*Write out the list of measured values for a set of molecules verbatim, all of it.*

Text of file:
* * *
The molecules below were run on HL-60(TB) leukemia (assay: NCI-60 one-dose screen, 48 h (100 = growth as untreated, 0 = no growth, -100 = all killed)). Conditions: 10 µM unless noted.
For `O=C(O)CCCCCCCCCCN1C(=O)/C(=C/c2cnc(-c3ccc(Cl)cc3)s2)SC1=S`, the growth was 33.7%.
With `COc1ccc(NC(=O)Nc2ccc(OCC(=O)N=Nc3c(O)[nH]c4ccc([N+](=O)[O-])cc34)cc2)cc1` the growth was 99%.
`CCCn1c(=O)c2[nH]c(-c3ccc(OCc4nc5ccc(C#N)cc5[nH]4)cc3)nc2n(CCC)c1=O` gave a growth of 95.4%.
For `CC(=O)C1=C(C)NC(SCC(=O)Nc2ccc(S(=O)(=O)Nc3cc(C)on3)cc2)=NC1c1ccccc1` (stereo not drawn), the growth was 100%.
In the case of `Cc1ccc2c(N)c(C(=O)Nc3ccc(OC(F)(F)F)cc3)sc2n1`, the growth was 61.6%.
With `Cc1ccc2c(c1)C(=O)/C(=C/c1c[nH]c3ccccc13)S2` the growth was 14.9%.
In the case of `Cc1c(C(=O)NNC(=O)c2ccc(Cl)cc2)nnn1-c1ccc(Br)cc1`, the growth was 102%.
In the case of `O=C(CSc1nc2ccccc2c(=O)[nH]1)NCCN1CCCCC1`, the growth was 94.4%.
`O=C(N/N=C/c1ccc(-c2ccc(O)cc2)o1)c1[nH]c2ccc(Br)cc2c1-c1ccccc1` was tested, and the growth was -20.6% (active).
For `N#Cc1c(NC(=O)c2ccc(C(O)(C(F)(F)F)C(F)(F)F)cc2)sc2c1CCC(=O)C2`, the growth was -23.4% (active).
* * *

The molecules below were run on HL-60(TB) leukemia (assay: NCI-60 one-dose screen, 48 h (100 = growth as untreated, 0 = no growth, -100 = all killed)). Conditions: 10 µM unless noted.
For `O=C(O)CCCCCCCCCCN1C(=O)/C(=C/c2cnc(-c3ccc(Cl)cc3)s2)SC1=S`, the growth was 33.7%.
With `COc1ccc(NC(=O)Nc2ccc(OCC(=O)N=Nc3c(O)[nH]c4ccc([N+](=O)[O-])cc34)cc2)cc1` the growth was 99%.
`CCCn1c(=O)c2[nH]c(-c3ccc(OCc4nc5ccc(C#N)cc5[nH]4)cc3)nc2n(CCC)c1=O` gave a growth of 95.4%.
For `CC(=O)C1=C(C)NC(SCC(=O)Nc2ccc(S(=O)(=O)Nc3cc(C)on3)cc2)=NC1c1ccccc1` (stereo not drawn), the growth was 100%.
In the case of `Cc1ccc2c(N)c(C(=O)Nc3ccc(OC(F)(F)F)cc3)sc2n1`, the growth was 61.6%.
With `Cc1ccc2c(c1)C(=O)/C(=C/c1c[nH]c3ccccc13)S2` the growth was 14.9%.
In the case of `Cc1c(C(=O)NNC(=O)c2ccc(Cl)cc2)nnn1-c1ccc(Br)cc1`, the growth was 102%.
In the case of `O=C(CSc1nc2ccccc2c(=O)[nH]1)NCCN1CCCCC1`, the growth was 94.4%.
`O=C(N/N=C/c1ccc(-c2ccc(O)cc2)o1)c1[nH]c2ccc(Br)cc2c1-c1ccccc1` was tested, and the growth was -20.6% (active).
For `N#Cc1c(NC(=O)c2ccc(C(O)(C(F)(F)F)C(F)(F)F)cc2)sc2c1CCC(=O)C2`, the growth was -23.4% (active).